Brain Pickings

Posts Tagged ‘books’

11 JULY, 2012

No Man’s Land: A Meditation on Mortality and Self-Delusion from French Illustrator Blexbolex

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“And still, that insinuating, ever-growing silence.”

French comic artist and illustrator Blexbolex may be best-known for his contemplative meditations on people and time, aimed at children yet agelessly delightful and thought-provoking, but he is also a masterful explorer of complex grown-up themes. No Man’s Land (public library), from London indie publisher No Brow, is a poignant satire of the mind’s well-documented gift for fooling itself and seducing us into our own hand-spun illusory realities. Printed in three spot-colors, screenprint-like, on beautiful matte paper — Blexbolex’s signature style — it tells the story of a hero spiraling into an implausible dreamland in hopeless escapism from the processes of mortality.

And still, that insinuating, ever-growing silence.

Hell. I survived hell; you don’t even have the beginning of the slightest idea.

At once an exquisitely crafted artifact and a beautiful, unsettling story, No Man’s Land is the kind of treasure chest in which you find new gems with each reading, uncover new slivers of existential truth, peel away new layers of the human condition.

Thanks, Claudia

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11 JULY, 2012

Carl Sagan’s Reading List

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Reverse-engineering one of the greatest minds of all time by his information diet.

“Success,” concluded this 1942 anatomy of inspiration, “depends on sufficient knowledge of the special subject, and a variety of extraneous knowledge to produce new and original combinations of ideas.” Few are the heroes of modern history more “successful” and inspired than the great Carl Sagan, and his 1954 reading list, part of his papers recently acquired by the Library of Congress, speaks to precisely this blend of wide-angle, cross-disciplinary curiosity and focused, in-field expertise — and is balanced with a healthy approach to reading and “non-reading”, with some books read “in whole” and others “in part.” (Sagan, as we know, was an avid advocate of books.)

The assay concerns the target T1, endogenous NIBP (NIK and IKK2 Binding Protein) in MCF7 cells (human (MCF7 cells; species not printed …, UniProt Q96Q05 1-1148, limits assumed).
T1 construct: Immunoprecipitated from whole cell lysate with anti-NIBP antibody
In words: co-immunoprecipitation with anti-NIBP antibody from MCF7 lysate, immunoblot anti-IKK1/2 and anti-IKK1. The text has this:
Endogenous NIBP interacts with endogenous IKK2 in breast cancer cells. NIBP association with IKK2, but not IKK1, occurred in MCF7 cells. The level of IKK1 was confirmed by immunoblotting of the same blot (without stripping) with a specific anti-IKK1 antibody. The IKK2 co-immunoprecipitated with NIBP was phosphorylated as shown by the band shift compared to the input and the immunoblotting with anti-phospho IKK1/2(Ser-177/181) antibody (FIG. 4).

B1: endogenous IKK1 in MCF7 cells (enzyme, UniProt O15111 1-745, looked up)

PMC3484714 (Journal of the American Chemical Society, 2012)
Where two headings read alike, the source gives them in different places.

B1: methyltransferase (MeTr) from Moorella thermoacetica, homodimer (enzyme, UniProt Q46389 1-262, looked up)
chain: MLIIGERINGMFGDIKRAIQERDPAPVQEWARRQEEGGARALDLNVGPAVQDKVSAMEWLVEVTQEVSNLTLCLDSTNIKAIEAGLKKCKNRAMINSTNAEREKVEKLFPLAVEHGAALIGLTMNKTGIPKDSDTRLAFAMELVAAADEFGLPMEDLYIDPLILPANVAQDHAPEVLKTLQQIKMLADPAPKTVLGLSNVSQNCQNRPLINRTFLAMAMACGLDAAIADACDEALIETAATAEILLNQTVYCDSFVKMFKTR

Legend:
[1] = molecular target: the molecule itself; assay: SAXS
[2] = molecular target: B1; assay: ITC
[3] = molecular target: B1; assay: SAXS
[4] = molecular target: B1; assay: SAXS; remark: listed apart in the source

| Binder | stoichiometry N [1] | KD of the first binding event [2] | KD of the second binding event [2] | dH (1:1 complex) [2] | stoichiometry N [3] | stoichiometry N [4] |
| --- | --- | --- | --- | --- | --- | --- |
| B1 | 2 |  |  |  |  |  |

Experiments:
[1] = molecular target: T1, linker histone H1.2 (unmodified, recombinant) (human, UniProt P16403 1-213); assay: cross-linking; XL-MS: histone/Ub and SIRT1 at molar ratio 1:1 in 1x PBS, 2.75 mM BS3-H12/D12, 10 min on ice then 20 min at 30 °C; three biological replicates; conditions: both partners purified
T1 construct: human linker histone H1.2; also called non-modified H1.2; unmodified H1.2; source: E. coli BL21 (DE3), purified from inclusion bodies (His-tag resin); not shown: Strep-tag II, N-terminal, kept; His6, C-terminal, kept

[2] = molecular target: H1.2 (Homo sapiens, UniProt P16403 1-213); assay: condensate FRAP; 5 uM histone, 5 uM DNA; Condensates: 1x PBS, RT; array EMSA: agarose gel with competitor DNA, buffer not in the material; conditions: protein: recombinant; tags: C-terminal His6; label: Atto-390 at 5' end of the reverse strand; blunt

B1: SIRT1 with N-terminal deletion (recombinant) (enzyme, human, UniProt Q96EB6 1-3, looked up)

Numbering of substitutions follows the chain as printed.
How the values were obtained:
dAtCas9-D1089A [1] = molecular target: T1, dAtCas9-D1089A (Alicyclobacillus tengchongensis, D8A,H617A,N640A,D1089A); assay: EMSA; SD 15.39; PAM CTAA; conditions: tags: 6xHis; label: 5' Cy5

Besides books immediately relevant to Sagan’s work as a scientist and educator in cosmology and astrophysics, he took great care to also touch on history, philosophy, religion, the arts, social science, and psychology. A small but revealing sample, fodder for your own cognitive bookshelf:

Wash down with Alan Turing’s reading list.

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10 JULY, 2012

Vita Sackville-West’s Love Letter to Virginia Woolf

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“I am reduced to a thing that wants Virginia.”

“Throw over your man….and I’ll tell you all the things I have in my head, millions, myriads,” wrote Virginia Woolf to her lover, the English poet Vita Sackville-West, in her exquisite 1927 love letter. But that missive was preceded by one from Vita herself, sent from Milan on January 21 the same year. Disarmingly honest, heartfelt, and unguarded, it stands in beautiful contrast with Virginia’s passionate prose:

…I am reduced to a thing that wants Virginia. I composed a beautiful letter to you in the sleepless nightmare hours of the night, and it has all gone: I just miss you, in a quite simple desperate human way. You, with all your undumb letters, would never write so elementary a phrase as that; perhaps you wouldn’t even feel it. And yet I believe you’ll be sensible of a little gap. But you’d clothe it in so exquisite a phrase that it should lose a little of its reality. Whereas with me it is quite stark: I miss you even more than I could have believed; and I was prepared to miss you a good deal. So this letter is really just a squeal of pain. It is incredible how essential to me you have become. I suppose you are accustomed to people saying these things. Damn you, spoilt creature; I shan’t make you love me any more by giving myself away like this — But oh my dear, I can’t be clever and stand-offish with you: I love you too much for that. Too truly. You have no idea how stand-offish I can be with people I don’t love. I have brought it to a fine art. But you have broken down my defenses. And I don’t really resent it.

Both letters come from the altogether excellent The 50 Greatest Love Letters of All Time, which features missives from icons like Hemingway, Kerouac, Kafka, and Mozart.

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